Posts Tagged ‘clogged duct’

Treating Clogged Ducts

Friday, March 9th, 2012

My 12 month old still wakes up to nurse about twice during the¬†night; sometimes more, rarely less. However during a recent trip to Colorado he slept a full 12 hours without waking once to nurse (I blame the altitude). Now you might be thinking ‘wow, how wonderful! I must have felt so well rested after a full night’s sleep?!’ I wish that were true. Instead I woke up at 4:30 in the morning painfully engorged on the left side. I tried to wake my son up so I could nurse him, but¬†he was so sleepy I¬†couldn’t get him to latch on. I tried to hand express some milk but was unable to. So I tossed and turned until he woke up a few hours later. However by then I already had several clogged ducts! :( And boy did they hurt!

A clogged duct is when there has been an obstruction in milk flow either on the pore of the nipple or further back in the ductal system. The affected area will feel swollen, sensitive to touch, and generally uncomfortable. You can usually feel a hardened lump, or in mine case several lumps, where the duct was blocked. A clogged duct is not necessarily a serious condition in itself, however if not treated promptly it can lead to mastitis. So how do you get rid of those pesky clogged ducts and get the milk flowing smoothly again?

1. Nurse baby on affected¬†side¬†as much as possible. (Of course be sure to continue to nurse on both sides, or you’ll wind up with clogged ducts on the other side as well). You can also hand-express or pump milk to help keep breast as empty as possible. You might try experimenting with nursing positions to see if you can angle baby toward the effected area helping remove milk more effectively. This might include using gravity to your advantage to assist in unclogging the blocked duct by laying baby down and nursing over him/her.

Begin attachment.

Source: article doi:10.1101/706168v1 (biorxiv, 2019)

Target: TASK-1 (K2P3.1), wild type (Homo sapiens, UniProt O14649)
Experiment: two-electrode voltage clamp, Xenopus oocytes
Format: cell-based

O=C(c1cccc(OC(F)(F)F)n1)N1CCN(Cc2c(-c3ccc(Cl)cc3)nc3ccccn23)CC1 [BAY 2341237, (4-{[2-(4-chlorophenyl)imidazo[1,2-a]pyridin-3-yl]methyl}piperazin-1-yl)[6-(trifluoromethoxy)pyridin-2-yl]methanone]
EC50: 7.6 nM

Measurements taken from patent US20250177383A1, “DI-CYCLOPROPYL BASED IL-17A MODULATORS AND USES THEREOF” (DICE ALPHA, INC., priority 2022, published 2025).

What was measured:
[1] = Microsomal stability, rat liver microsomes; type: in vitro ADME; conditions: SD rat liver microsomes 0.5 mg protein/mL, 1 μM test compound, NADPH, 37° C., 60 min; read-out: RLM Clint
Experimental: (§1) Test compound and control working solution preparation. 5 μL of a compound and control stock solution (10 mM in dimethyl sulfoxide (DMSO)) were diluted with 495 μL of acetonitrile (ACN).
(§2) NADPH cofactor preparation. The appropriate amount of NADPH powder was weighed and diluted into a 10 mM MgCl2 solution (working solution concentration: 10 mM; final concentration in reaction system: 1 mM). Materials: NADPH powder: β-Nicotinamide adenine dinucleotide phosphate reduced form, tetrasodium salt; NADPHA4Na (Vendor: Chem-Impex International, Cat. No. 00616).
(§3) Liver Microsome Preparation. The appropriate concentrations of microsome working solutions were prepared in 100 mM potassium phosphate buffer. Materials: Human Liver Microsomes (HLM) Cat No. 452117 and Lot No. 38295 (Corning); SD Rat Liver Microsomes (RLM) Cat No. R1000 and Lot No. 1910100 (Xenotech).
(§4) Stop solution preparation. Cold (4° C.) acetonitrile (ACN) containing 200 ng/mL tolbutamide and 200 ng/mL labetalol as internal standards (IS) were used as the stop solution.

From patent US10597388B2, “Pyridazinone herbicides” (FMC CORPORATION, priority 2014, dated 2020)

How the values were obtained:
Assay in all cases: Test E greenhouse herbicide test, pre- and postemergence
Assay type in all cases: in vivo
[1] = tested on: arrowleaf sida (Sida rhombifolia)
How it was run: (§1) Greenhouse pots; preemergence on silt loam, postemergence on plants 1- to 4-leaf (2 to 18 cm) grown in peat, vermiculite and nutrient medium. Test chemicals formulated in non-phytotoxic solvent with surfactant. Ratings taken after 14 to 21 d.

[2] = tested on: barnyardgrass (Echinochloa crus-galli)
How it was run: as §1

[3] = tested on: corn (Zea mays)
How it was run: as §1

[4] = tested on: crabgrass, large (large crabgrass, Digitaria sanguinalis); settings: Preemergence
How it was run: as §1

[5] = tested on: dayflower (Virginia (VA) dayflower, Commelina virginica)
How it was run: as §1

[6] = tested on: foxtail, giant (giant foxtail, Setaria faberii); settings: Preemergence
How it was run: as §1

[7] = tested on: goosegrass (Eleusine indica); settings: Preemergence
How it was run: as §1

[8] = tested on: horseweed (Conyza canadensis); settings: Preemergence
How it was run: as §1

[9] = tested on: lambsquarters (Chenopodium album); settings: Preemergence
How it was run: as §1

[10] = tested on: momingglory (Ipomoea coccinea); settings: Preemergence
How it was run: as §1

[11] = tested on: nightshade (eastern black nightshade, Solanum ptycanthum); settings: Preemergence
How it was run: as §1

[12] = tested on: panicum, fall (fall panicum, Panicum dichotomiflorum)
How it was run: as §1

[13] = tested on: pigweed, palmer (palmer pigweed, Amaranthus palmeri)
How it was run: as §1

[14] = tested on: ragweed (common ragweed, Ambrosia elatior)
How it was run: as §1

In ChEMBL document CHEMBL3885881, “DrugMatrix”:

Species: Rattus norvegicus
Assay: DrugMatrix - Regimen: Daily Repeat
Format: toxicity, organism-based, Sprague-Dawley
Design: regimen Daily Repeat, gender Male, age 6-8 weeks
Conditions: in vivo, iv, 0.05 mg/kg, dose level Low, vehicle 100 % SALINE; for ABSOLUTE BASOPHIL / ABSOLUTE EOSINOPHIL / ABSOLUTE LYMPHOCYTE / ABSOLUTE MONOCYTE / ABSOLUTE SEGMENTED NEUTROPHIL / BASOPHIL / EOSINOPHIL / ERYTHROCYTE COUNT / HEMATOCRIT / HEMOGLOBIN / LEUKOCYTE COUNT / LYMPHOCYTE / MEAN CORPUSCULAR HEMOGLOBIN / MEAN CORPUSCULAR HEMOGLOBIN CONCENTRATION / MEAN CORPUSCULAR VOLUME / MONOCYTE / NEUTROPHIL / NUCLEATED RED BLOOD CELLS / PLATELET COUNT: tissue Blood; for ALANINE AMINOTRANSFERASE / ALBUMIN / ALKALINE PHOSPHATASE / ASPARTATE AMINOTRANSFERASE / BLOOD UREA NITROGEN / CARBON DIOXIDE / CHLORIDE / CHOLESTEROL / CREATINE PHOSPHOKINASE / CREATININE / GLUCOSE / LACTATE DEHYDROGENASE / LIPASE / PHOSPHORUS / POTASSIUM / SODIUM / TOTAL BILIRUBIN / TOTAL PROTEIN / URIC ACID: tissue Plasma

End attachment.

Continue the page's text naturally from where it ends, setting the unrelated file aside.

2. Gets lots of rest! Your body is working hard and needs plenty of rest to heal, restore, and balance itself so you can continue to comfortably nourish your baby with your milk.

3. Drink lots of water! Staying well hydrated is always important for breastfeeding mamas, but is extra important if you are experiencing clogged ducts. Drinking plenty of water is actually a helpful preventative measure against getting clogged ducts in the first place. Having a refill-able, easy to drink from, and easy to clean water bottle is a must-have item for nursing mamas!

4. Eat lots of healthy immune boosting whole foods and consider taking immune boosting supplements such as Vitamin C, Vitamin E, mixed carotenoids, and omega 3 fatty acids.

5. Embrace your inner hippie and ditch your bra and other any constrictive clothing. Let your breasts move freely to help aid in the removal of obstructions.

6. Use heat and massage to help remove obstructions. You can take a hot shower and massage affected area by hand and/or apply warm compresses directly on affected area.

7. If you are very uncomfortable you might consider taking an pain reliever/anti-inflammatory (ie- ibuprofen) to help reduce discomfort. If symptoms do not improve within 24 hours, you might consider contacting your care provider. Many of the symptoms of a clogged duct are similar to that of mastitis, however mastitis is an infection that often needs to be treated with medication.

My clogged ducts lasted about 2 and half days. The most helpful treatment for me seemed to be hot showers and massage, as well as nursing baby frequently.

Have you experienced clogged ducts? What tips or suggestions do you have for effective treatment?

-Sarah